In the last several months, I’ve given ten talks on Robotic Process Automation (RPA), it's relationship to AI and future affect on jobs. These were mostly at tech conferences where the audience is a mix of corporate and government technology and business leaders. The industries represented are diverse, as is the process focus and expertise. But participants are similar in important ways. They are excited, if not well informed, about the potential of AI and robotics. The average IQ in the room seems well above the US average of 98 which is is a solid ninth in world rankings. And lastly, they all will benefit either professionally or financially from the progression of robotics.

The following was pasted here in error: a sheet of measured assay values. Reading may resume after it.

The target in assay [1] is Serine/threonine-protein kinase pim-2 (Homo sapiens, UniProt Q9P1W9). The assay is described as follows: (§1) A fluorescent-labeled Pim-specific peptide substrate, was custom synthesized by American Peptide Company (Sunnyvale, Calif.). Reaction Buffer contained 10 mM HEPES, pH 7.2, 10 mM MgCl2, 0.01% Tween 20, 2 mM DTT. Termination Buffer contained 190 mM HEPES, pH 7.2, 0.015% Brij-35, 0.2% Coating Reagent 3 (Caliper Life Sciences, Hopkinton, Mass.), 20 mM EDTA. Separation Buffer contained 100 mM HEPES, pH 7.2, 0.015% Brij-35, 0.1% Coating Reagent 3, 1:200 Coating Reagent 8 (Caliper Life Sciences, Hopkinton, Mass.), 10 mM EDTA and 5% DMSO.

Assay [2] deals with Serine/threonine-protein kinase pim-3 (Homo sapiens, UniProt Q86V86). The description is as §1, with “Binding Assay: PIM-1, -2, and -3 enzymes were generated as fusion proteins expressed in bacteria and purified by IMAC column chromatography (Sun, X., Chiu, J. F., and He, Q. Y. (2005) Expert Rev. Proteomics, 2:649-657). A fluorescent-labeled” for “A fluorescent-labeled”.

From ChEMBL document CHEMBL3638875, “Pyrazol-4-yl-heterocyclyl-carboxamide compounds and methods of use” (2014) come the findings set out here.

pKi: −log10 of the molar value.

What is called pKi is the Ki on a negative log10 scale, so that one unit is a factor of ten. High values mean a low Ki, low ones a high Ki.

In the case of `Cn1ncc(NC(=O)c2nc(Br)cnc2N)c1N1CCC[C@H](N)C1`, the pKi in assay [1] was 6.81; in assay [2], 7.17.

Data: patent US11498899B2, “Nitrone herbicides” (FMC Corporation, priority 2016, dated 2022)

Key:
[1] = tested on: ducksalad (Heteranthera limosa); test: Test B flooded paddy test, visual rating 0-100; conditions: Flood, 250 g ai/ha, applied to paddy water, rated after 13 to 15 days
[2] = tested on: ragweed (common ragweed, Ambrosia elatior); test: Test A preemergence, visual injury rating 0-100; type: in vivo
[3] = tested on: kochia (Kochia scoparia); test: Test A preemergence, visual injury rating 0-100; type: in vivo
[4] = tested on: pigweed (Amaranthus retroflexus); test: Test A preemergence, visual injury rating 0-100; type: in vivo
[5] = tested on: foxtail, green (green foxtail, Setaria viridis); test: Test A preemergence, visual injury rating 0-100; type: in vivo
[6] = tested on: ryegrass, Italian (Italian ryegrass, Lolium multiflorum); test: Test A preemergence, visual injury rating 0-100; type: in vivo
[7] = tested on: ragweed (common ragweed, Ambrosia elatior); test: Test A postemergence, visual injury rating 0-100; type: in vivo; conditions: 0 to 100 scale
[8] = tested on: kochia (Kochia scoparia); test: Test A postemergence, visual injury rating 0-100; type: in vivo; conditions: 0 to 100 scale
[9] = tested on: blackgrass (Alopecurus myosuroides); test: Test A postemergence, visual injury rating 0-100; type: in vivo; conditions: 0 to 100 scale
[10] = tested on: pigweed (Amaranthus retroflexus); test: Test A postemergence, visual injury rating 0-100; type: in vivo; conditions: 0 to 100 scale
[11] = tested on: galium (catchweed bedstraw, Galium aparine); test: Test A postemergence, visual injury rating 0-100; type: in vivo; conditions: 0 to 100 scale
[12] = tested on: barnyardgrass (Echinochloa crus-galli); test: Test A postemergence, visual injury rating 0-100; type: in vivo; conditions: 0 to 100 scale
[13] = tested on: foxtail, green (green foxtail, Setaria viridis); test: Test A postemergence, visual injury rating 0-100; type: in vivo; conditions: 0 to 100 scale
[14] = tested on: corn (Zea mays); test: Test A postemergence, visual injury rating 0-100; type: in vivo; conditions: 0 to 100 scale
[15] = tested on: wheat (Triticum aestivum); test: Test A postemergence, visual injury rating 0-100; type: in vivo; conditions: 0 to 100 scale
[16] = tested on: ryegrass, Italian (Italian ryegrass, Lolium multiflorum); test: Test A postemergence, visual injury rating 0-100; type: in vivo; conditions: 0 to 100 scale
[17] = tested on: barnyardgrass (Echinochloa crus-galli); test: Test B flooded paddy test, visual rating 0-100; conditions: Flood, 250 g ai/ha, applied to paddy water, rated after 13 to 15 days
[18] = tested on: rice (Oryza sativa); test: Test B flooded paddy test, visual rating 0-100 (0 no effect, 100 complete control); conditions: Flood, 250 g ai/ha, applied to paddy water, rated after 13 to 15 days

No shame in making money. I wish I’d made more. But there is more then a hint of nervous discomfort just below the surface that stems from the removal of humans from the workforce. There are many cute references to taking the robot out of the human. This is supposed to mean that we are using humans essentially as robots, and the less we do that, the better off they will be. But the fact is, many workers today are good at the routine, feel productive, and may lack the mental quickness for other tasks. Several firms had given human names to their new digital workers as if calling them Yoda or Jennifer will make them more accepted by the people they are replacing.
RPA Targets The Cubicle Working Class